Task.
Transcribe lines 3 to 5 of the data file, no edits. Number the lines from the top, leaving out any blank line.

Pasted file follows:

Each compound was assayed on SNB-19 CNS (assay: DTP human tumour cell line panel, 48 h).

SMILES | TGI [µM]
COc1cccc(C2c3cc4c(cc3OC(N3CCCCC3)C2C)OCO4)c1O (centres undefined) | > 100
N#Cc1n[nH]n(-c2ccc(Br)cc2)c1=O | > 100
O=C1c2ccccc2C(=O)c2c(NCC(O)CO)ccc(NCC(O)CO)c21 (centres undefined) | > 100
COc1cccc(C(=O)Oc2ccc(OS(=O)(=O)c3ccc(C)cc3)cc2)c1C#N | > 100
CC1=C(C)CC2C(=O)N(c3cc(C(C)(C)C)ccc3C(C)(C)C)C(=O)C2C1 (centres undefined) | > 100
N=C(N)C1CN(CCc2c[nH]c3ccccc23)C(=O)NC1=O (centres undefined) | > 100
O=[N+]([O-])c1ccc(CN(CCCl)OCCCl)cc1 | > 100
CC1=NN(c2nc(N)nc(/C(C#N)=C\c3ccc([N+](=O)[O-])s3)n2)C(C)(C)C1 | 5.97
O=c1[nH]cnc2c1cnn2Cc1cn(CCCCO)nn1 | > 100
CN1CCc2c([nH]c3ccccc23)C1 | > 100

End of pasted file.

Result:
COc1cccc(C2c3cc4c(cc3OC(N3CCCCC3)C2C)OCO4)c1O (centres undefined) | > 100
N#Cc1n[nH]n(-c2ccc(Br)cc2)c1=O | > 100
O=C1c2ccccc2C(=O)c2c(NCC(O)CO)ccc(NCC(O)CO)c21 (centres undefined) | > 100